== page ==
Academic journal article School Community Journal

Students' Self-Esteem in an Asian Educational System: Contribution of Parental Involvement and Parental Investment

Academic journal article School Community Journal

Students' Self-Esteem in an Asian Educational System: Contribution of Parental Involvement and Parental Investment

Article excerpt

Abstract

The contribution of parental involvement and investment to children's education has been a major topic in current educational reform around the world. The purpose of this study is to identify the parental involvement and investment factors which make the greatest contribution to children's self-esteem in Hong Kong. Data for this study was obtained from questionnaires collected from a sample of about 2100 middle grade students (Grades 6-9) and their parents, as well as parents of first grade students, from 18 schools. The study employed factor analysis and Hierarchical Linear Modeling. First, the different dimensions of parental involvement and investment manifest in Hong Kong were clarified. Secondly, the association between parental involvement and investment and family socioeconomic status was estimated. Finally, whether student self-esteem is related to different types of investment and involvement after controlling the background factors was examined.

Key Words: parental involvement, parental investment, home school collaboration, self-esteem

Background and Aims of the Study

A number of Asian areas, including Singapore, South Korea, Japan, and Hong Kong, have obtained outstanding mathematics achievement in many international achievement tests (e.g., TIMSS, 1995). Although Asian students achieve high scores in international studies, they tend to have relatively lower self-confidence and self-esteem when compared to Western students (e.g., Leung & Wong, 1997). This paper focuses on the nurture of self-esteem in an Asian educational system, Hong Kong. I attempt to examine two important factors, parental involvement and parental investment, that contribute to the nurture of students' self-esteem.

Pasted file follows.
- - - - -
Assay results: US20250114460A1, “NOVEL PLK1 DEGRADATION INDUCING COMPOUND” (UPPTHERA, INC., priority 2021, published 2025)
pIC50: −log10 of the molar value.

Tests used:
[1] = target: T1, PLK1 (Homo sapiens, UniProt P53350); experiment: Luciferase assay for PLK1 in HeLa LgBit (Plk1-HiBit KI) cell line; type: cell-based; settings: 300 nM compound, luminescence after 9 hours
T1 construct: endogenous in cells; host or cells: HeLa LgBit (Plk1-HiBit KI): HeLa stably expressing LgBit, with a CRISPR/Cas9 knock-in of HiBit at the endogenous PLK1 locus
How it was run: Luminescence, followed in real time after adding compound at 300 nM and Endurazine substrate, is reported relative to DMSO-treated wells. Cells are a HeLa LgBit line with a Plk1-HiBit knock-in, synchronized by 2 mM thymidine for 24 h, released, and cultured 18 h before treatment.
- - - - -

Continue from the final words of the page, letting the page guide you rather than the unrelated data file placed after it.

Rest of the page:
The contribution of parental involvement and investment to children's education has been a major topic of home-school studies. Research in Western countries has shown that promoting parental involvement has significant benefits for the enhancement of students' learning outcomes (e.g., Bourdieu, 1986; Coleman, 1988, 1994; Epstein & Lee, 1995; Ho & Willms, 1996; Hoover-Dempsey & Sandler, 1997). Recent studies conducted in Hong Kong, South Korea, Taiwan, and Singapore have discovered that, instead of participating and intervening in school teaching, Asian parents prefer to invest additional resources and time in home efforts to help their children (Cheng, 1997; Ho, 2000; Shen et. al., 1994). Previous studies of Asian educational systems focused on academic, rather than non-academic achievement by Asian students, yet little has been done to investigate to what extent and how different types of parental involvement and investment can be implemented to enhance children's self-esteem.

The purpose of this study is to identify the most important factors that affect parental involvement and investment, and how parental effort contributes to children's self-esteem in Asian educational systems. First, I will clarify the different dimensions of parental involvement and investment that manifest themselves in Hong Kong. Secondly, I will estimate to what extent and how family socioeconomic status is associated with parental involvement and investment. Finally, I will examine whether student's self-esteem is related to different types of investment and involvement after controlling for background factors.

Literature Review

Self-esteem or self-concept is an important factor contributing to children's academic outcomes as well as an important outcome in its own right. Battle (1982) defined the concept of self-esteem as a subjective, evaluative phenomenon which determines the individual's characteristic perception of self-worth. The concept of self-esteem and self-concept are often confused. A number of researchers argue that, conceptually, there are important distinctions between the two concepts. They argue that "self-concept" is a concept that thoroughly "describes" oneself, whereas "self-esteem" differs in being an evaluative judgment of one's self or "self-worth. …

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